I had an uncle who was in his eighties and told me with great pride that he had just had a physical and was in great health. His heart, lungs, and circulation were all perfect, and all he did was ride a stationary bike 30 minutes three times a week. A couple of months later while walking, he fell and broke his hip. His muscles and bones weren't in shape or strong enough because he didn't do resistance training. Resistance weight training has been proven to develop and strengthen one's bones as well as muscles,  no matter what age. Falls and broken bones are unfortunately very common among people aged 70 and over, and it becomes more of a problem with each passing year. 
The key to keeping your bones strong is you must do weight-bearing exercises that put stress on the bones. 
Now, I know how frustrating it is to work out and struggle with the weights that we used to handle with ease. I used to say I would quit Olympic lifting when I couldn't snatch my own bodyweight. I haven't done that for 10 years and don't know how much longer I will be able to clean & jerk my own bodyweight, but I am still snatching and clean & jerking because I enjoy it. 
Therefore, just do the best you can. 
It's almost impossible to follow a set program as you did when you were young, so you will just do what you feel like.  
When you finish your workout you will feel fantastic. So often when I begin my workout, I think it is about time for golf instead, but about a third of the way into it, I know the gold clubs and rocking chair are not on my program. 
Select your favorite exercises and just do them from workout to workout as best you can, and the weights, sets, and reps will vary from workout to workout. 

Let go, don't worry about it. If you used to do 225 in a lift and now can only do 135, DO IT, ENJOY IT, AND BE GLAD YOU CAN STILL DO IT. If you used to do 15 chinups and now can only do 3 to 5, DO THEM AND BE HAPPY YOU CAN. 

As important as weightlifting/weight training is and even though it is our absolutely most famous thing to do, it too isn't enough. We must stretch to keep our tendons and ligaments as flexible and elastic as we can. Also, cardiovascular training must be done. Take your choice: running, bicycling, swimming, rowing, walking or cardio machines. I think a good way for us 50-plus weightlifters to do cardio is via interval training. That is where you run, cycle, swim, row, or walk fairly hard for a time or distance, then take it easy for a time or distance, then go hard again, and so forth.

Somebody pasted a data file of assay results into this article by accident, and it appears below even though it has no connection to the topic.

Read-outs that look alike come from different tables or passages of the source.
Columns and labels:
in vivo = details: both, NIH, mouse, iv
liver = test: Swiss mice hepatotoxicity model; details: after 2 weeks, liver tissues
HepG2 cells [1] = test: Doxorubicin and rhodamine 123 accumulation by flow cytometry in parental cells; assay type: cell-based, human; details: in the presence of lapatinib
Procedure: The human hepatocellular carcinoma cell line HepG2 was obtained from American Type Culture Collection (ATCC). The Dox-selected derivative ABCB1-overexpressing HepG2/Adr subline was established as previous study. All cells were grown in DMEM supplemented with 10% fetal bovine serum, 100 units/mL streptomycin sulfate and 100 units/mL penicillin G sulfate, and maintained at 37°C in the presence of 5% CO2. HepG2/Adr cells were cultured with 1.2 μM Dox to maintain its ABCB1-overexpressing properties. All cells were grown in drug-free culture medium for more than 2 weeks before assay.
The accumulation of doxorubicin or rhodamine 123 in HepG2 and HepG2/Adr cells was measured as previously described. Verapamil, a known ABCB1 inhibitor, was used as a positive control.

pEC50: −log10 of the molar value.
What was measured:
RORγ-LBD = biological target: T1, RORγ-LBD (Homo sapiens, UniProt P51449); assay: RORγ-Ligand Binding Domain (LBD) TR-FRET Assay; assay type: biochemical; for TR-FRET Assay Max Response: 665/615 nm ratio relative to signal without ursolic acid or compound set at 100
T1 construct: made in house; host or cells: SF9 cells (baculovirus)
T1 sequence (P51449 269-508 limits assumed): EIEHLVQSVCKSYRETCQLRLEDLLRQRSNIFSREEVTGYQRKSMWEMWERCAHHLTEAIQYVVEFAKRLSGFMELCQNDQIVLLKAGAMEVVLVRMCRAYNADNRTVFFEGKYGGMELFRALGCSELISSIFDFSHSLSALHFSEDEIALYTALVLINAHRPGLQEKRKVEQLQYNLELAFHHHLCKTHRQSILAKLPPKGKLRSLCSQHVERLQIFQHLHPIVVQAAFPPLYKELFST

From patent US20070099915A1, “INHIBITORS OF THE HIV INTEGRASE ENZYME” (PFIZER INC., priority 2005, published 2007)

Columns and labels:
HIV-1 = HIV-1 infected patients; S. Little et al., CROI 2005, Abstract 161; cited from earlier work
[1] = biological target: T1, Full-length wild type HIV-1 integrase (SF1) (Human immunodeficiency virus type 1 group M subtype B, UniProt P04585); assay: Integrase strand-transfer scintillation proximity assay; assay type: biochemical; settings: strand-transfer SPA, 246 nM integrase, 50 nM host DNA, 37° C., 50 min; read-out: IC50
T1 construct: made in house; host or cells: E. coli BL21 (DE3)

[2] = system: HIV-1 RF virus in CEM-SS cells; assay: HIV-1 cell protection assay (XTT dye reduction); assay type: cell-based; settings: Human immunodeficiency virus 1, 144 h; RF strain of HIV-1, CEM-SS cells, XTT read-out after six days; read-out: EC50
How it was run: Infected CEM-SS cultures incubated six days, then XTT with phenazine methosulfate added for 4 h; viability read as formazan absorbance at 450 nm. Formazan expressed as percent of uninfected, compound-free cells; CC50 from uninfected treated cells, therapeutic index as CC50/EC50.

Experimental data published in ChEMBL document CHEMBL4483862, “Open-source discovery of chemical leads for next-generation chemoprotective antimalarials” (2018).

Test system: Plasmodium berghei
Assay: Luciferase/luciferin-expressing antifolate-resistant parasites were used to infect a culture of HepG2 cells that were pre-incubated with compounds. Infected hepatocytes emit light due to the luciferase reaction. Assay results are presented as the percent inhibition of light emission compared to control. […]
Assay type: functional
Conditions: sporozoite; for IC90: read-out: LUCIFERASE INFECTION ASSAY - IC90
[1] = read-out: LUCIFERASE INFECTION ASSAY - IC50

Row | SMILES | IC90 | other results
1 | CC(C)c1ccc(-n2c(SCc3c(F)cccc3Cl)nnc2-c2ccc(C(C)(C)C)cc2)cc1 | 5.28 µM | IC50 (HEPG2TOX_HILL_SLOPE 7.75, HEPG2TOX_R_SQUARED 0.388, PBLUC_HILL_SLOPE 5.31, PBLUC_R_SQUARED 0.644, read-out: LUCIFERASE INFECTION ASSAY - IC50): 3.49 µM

A great cardio method for weightlifters is walking up inclines with a weighted backpack. Talk about your heart and lungs getting a workout as well as you glutes, thighs and calves. 

Note: I like going uphill with a weighted backpack on a trail or off-path that's not too level, bumpy and such, so it layers some nice balance stuff on. Old farts and balance, eh. Kind of an important thing to work on and maintain. The weaker we get, and you will get there if you live long enough, the more our balance suffers. Also, remember that, once you get to your natural, older and weaker state, you won't be able to just hoist whatever non-lifting items outside of the gym you want to as easily, so brace, take an assessment of what you're doing first, and have at 'er with a little more care than when you were a pup. 

Finally, it is very important to do exercises that maintain and develop your balance. [Ah-ha!] You can do lunges, step-ups, and standing dumbbell and barbell exercises. Practice standing on one leg, walking on a 4 x 4 piece of wood, or standing on your toes. Working on your balance requires a lot of patience and concentration. 

Also, you can combine your weights and cardio by doing circuit training, a series of 10 or so exercises that work different body parts, and you do them with light weights and minimal-to-no rest between exercises and sets.